flickr--http://www.flickr.com/photos/davidagoldfarb/
    Photography (not as up to date as the flickr site)--http://www.davidagoldfarb.com/photo
    Academic (Slavic and Comparative Literature)--http://www.davidagoldfarb.com

  4. #4

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    Quote Originally Posted by David A. Goldfarb View Post
    Inadequate DoF when you need it is a bigger visual distraction than diffraction at non-macro subject distances.
    I guess this is really what I'm getting at. Is that statement always true? There is likely a crossover point beyond which diffraction obliterrates whatever additional detail you gain by increasing depth of field. On the other hand, if any amount of blur resulting from defocus always looks worse than any amount of fuzziness from diffraction, then I guess the statement would indeed always be true - meaning for sharper prints you are always better off decreasing the size of the CoC than maximizing resolution. Is this true?

  5. #5
    ic-racer's Avatar
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    Quote Originally Posted by Michael R 1974 View Post
    A question about balancing depth of field and resolution. Bear with me this might be confusing if I don't write it out clearly enough. Assume 35mm negatives to be enlarged to around 8x10".

    In my photographs I want everything sharp (read no selective depth of field). At the same time, whenever possible I prefer not to use apertures smaller than f11 as f16 seems to be where diffraction effects become readily noticeable. So there is always a balance that must be struck. I've started using my brother's nifty golf rangefinder to measure the distances in a scene before focusing. So I'll measure distances to the far away objects, the near objects, and/or the most important objects.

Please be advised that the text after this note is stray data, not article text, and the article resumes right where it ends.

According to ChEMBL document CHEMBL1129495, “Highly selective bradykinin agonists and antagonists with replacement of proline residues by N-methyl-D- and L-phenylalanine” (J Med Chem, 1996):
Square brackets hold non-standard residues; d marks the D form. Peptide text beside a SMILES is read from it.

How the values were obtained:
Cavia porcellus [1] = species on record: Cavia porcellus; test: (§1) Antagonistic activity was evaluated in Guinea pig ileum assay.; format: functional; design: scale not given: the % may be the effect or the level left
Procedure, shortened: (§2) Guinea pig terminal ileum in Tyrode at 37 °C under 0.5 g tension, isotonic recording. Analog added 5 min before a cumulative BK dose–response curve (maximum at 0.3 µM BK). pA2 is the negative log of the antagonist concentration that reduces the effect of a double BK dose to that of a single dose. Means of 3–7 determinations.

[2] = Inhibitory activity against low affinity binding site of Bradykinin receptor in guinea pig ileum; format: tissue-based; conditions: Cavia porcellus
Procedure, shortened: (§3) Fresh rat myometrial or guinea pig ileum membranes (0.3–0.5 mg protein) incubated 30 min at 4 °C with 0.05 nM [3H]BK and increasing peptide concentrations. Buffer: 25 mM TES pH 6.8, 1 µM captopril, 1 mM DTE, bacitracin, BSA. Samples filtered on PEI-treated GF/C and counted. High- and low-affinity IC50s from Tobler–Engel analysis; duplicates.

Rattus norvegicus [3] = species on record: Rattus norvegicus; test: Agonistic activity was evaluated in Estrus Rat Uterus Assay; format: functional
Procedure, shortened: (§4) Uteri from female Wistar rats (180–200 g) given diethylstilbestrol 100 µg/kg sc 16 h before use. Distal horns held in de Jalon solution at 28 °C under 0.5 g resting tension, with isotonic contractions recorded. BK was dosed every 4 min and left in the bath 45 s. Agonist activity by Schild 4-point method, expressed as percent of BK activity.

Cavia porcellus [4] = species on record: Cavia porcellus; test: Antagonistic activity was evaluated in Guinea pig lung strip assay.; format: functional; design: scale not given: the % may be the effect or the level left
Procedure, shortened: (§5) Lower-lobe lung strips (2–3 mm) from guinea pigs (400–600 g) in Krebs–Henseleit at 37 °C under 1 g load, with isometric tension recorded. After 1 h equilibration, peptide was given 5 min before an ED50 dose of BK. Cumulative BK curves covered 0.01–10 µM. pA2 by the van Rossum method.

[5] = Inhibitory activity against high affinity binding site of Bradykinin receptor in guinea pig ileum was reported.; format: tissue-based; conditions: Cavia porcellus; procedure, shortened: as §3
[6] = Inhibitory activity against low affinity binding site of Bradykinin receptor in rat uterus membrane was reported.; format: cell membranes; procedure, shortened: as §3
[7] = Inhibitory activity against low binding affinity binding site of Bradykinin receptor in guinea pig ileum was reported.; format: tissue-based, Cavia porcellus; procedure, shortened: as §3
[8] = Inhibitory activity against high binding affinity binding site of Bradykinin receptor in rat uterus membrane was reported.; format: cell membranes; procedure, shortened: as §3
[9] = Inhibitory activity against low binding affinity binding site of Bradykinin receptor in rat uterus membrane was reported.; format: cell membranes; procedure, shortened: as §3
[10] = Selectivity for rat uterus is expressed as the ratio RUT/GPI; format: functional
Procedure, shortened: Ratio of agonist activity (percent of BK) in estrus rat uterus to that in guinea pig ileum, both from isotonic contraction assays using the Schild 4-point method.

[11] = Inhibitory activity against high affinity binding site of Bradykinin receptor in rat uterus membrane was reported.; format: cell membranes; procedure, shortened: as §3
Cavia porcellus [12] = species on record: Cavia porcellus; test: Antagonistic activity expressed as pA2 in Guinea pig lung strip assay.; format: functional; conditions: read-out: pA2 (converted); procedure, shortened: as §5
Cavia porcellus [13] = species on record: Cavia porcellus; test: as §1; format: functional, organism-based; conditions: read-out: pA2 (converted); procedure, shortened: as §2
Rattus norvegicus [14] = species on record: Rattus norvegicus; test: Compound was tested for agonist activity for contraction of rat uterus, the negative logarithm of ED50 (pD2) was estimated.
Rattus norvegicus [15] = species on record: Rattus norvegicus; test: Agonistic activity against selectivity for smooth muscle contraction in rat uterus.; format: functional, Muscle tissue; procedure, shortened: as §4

Now, most depth of field tables, including the scales on most lenses (which are not necessarily even accurate) assume a CoC of 0.03 or 0.032 as far as I can tell. But for film that needs to be enlarged a CoC this large is really pushing the limits of what I would consider acceptable sharpness. So I usually try to use a smaller CoC, arbitrarily something like 0.02 or lower if possible (I use the DoFMaster website to calculate depth of field for different CoC sizes using my distance measurements).

    What I'm never sure about is whether to favour a smaller CoC with less depth of field or a larger CoC with more depth of field. Which will result in the higher perceived sharpness (all other factors remaining equal)?

    Here's an example. Suppose for a scene I've determined f11 gives sufficient depth of field for a CoC of 0.025. Would it be better or not, to stop down to f16 (ie more diffraction) and theoretically get a CoC of 0.015 (ie more depth of field)?

    And how much smaller does a CoC have to get from the standard 0.03 for there to be a visible improvement in resolution?

    Is 0.02 significantly better than 0.03?

    Is 0.01 significantly better than 0.03?

    What is the lower cutoff point beyond which we can't really see an improvement (assuming a constant optimum aperture)?